Local government websites
The annual Socitm Better Connected report makes a point of assessing the accessibility of local government websites, but with the exception of a few beacons of good practice (Hampshire County Council and London Borough of Lambeth are good examples) the majority of local councils are still failing to deliver a reasonable standard of accessibility to the very citizens who make heaviest use of local government services: disabled people.
As part of its 2004 research, the Disability Rights Commission (now the Equality and Human Rights Commission) found that a high proportion of the web designers and website commissioners it surveyed were aware of the importance of accessible web design and expressed a keenness to implement accessible design practice. However, the research found that in over 80 per cent of cases government departments, councils and the private sector are failing to design for disabled people at all. The lesson here is clear: exclude disabled people from your design at your peril, as designing them back in again is a tricky business, even when you mean to do it.
Even the law, in the shape of the 1995 Disability Discrimination Act, seems powerless to improve the situation (arguably, having had exactly zero cases in the UK county court to date hasn’t helped).
A new approach
Clearly, a new approach is required. Innovation does not wait for disabled people. As a nation we are heading for a time when our older population will far outnumber our youth, when there will be a requirement for our older people to remain economically active and independent for longer than they have in the past.
Technology surely is the great enabler, but in our haste to innovate we have put commercial interest first and people last. Are we now doomed or is there something we can do to reverse this dangerous trend and put technology back in the hands of the many as the ‘Modernising Government’ white paper published by the Cabinet Office in 1999 encouraged us to do with its targets and promises that everyone who wanted access to web content should have it?
In 2009, the BSI British Standards will publish a new British Standard on web accessibility, building upon its 2006 publicly available specification ‘Guide to Good Practice in Commissioning Accessible Websites’ (PAS 78).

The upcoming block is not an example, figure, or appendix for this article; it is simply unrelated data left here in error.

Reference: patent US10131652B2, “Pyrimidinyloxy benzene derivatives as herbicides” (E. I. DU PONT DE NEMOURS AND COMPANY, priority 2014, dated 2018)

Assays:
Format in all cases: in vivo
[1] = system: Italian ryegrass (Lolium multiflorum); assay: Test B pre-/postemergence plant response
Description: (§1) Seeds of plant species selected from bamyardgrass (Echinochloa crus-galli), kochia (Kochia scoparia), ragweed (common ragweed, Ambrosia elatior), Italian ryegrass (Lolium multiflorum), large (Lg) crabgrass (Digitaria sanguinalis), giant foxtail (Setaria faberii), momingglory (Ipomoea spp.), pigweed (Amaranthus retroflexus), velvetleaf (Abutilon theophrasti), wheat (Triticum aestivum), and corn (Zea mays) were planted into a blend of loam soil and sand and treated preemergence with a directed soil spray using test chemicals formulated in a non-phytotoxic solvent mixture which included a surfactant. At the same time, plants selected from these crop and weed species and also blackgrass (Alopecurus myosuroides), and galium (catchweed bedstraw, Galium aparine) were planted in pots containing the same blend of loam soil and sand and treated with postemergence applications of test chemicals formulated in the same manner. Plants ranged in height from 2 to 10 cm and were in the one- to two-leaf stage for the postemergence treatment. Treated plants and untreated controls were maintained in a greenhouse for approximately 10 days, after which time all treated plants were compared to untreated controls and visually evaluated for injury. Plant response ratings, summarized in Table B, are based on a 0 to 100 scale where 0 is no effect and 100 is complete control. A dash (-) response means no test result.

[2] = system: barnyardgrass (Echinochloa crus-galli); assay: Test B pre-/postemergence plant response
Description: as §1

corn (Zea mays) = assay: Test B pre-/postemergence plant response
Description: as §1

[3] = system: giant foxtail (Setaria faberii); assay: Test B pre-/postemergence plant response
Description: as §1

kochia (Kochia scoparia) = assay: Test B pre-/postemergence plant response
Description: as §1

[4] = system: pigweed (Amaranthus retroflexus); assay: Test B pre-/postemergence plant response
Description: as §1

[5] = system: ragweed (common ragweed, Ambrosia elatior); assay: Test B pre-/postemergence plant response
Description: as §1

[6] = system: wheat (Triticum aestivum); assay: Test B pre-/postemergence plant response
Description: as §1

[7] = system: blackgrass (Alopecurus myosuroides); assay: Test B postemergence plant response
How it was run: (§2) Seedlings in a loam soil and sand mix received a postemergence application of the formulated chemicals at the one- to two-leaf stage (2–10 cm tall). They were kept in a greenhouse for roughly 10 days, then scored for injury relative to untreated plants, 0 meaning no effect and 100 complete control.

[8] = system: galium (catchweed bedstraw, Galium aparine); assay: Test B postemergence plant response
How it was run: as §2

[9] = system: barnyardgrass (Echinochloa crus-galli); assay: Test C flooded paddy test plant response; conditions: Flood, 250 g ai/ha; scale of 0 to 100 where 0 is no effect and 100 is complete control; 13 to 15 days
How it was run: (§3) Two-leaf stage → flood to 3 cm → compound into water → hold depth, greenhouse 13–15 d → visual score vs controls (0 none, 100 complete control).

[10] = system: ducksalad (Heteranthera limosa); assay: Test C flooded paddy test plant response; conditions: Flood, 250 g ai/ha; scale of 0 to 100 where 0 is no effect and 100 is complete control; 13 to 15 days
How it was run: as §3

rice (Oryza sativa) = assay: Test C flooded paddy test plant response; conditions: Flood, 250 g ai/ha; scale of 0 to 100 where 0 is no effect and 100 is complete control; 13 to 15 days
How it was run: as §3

BS 8878 (the title has yet to be confirmed) will tackle the issue from a commercial perspective. It will suggest a practical process for ensuring that the private and public sectors successfully produce digital design that is inclusive of as many of the user population as possible. While disabled people are intended to be the key beneficiaries of the new approach, people whose first language is not English and everyone who reads web content over a mobile device stand to benefit from the user centred approach that encourages the development of ‘accessible user experiences.’
The new standard
The new standard will point to WCAG/ATAG/UAAG and the guidance of software developers such as Microsoft, Adobe, Apple and IBM. But the standard itself will not be a technical document. Rather, it is intended for senior managers, senior marketers and anyone who has the authority to sign off budget for web projects. The standard will have a commercial bent with the aim of empowering web developers by persuading those who sign off web budgets to see the importance of accessibility and the potential for healthy return in ensuring sufficient monies are directed towards the development of accessible user experiences.
A committee of web accessibility experts is drafting BS 8878. Prior to publication, BS 8878 will be released as a Draft for Public Comment. This is expected to happen at the start of 2009, and the BSI Web Accessibility Committee hopes that web developers and those who have a professional interest in the success of their organisation’s website will scrutinise the draft and contribute to its development.
It is hoped that by making web accessibility the subject of a British Standard it will be regarded as one of the essential building blocks on which any public website (or intranet) is build. Ideally, accessibility should be regarded with the same gravitas as security and privacy.
The time for sitting back and waiting for technology developers to include disabled people in future iterations of their technologies is over. History shows that it simply doesn’t happen. Not through lack of goodwill towards disabled people, but simply because technology moves so quickly.
By building in accessibility at the very foundations of every web project from this point forth disabled people have a fighting chance of prospering in the digital age. Tim Berner-Lee’s vision of ubiquitous web access for everyone has suffered enough set backs. We hope that BS 8878 will help set our web back on its tracks.